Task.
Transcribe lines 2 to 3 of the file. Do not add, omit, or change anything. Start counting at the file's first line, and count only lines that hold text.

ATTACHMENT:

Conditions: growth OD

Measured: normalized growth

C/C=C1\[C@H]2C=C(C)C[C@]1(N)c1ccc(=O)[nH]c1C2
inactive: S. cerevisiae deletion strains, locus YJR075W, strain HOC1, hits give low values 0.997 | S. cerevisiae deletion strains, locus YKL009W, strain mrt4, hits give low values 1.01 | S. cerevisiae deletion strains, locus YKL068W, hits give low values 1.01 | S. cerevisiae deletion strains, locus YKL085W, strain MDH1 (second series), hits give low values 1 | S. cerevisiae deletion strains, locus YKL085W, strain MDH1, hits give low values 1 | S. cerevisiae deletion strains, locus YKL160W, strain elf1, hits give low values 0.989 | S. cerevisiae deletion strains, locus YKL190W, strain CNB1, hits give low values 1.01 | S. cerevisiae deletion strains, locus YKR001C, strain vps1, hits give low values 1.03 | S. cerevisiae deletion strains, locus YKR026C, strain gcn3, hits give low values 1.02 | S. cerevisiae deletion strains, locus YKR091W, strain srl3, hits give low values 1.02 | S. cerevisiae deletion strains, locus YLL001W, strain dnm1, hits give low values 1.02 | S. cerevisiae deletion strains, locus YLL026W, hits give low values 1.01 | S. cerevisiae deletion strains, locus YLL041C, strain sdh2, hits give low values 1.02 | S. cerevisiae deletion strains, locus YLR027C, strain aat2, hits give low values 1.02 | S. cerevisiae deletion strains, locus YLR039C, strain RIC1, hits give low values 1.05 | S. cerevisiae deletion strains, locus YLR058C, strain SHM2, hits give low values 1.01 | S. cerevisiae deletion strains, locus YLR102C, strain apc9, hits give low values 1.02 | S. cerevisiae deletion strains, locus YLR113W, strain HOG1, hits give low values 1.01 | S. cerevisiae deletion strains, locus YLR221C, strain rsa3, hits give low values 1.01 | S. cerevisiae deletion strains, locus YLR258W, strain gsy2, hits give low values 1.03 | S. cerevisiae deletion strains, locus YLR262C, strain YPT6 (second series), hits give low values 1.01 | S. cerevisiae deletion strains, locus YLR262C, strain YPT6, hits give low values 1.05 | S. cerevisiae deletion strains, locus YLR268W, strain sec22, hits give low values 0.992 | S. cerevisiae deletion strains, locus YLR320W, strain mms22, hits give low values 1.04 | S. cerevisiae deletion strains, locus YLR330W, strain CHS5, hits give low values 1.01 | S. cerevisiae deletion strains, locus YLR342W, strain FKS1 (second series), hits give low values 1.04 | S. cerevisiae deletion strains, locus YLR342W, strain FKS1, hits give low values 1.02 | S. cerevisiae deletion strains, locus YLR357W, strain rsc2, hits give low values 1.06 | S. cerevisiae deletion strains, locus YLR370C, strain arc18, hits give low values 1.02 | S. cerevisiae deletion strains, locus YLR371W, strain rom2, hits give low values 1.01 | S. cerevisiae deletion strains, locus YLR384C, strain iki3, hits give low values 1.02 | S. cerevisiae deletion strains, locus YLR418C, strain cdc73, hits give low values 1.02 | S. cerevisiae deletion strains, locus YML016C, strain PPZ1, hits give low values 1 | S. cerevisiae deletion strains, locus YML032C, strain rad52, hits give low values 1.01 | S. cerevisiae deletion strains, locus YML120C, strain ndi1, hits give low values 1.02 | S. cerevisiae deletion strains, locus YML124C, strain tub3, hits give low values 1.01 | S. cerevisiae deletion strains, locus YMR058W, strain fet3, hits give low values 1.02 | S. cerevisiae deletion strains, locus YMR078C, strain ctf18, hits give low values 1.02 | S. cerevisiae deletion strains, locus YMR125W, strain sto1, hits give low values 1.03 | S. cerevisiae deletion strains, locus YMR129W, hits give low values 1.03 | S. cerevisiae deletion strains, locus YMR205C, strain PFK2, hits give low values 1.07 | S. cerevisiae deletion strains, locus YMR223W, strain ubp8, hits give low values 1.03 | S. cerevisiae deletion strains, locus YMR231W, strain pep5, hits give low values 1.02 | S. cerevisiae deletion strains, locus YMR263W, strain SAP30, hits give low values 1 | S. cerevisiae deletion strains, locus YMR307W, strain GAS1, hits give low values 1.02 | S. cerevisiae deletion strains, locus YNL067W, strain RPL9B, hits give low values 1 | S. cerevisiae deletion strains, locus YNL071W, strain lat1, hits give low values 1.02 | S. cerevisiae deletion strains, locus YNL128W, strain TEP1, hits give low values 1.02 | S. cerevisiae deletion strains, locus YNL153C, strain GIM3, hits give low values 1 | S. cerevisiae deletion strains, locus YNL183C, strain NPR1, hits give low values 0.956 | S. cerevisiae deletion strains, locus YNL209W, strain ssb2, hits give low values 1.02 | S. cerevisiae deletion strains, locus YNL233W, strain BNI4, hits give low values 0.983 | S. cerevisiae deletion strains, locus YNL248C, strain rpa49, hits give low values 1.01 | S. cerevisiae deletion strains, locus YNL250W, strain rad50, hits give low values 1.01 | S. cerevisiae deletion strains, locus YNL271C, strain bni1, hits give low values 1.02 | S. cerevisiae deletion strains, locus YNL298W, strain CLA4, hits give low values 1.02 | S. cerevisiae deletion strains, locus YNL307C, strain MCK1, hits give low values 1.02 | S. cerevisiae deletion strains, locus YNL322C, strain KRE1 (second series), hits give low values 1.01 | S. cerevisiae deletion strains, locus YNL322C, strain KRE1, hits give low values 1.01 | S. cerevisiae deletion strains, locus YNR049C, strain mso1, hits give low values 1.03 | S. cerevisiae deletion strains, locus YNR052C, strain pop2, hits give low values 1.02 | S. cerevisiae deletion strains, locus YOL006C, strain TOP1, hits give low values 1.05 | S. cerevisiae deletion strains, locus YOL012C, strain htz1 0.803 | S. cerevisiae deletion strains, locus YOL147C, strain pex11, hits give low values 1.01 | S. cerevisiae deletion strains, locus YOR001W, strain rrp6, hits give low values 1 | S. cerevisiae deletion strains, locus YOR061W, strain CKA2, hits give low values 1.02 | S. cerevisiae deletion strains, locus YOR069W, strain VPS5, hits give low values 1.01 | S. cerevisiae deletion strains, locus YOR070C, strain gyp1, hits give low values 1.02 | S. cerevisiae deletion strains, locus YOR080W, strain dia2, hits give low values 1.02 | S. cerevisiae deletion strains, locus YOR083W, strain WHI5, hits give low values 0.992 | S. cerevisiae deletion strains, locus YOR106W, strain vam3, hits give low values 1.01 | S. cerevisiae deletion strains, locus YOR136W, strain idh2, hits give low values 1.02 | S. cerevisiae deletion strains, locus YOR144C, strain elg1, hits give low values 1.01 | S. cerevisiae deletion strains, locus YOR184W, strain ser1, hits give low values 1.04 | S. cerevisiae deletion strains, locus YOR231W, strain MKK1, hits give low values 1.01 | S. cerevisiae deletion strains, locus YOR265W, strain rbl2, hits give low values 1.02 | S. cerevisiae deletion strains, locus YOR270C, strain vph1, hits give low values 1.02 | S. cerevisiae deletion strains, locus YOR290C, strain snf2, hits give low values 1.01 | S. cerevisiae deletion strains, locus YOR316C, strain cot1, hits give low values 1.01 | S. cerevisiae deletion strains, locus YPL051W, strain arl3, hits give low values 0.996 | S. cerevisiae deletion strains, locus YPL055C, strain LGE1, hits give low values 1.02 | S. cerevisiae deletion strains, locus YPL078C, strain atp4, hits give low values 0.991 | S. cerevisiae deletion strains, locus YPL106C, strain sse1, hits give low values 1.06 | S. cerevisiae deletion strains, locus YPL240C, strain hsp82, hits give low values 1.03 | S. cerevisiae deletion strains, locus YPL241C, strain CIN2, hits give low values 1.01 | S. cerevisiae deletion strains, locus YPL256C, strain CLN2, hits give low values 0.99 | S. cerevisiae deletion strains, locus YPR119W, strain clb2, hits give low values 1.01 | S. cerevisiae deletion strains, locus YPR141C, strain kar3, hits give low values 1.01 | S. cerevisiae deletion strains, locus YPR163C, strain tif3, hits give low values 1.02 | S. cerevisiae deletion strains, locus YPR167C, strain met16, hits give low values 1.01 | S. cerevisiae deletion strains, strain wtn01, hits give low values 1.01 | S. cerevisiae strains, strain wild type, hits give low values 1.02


Measured: normalized growth

C/C=C1\[C@H]2C=C(C)C[C@]1(N)c1ccc(=O)[nH]c1C2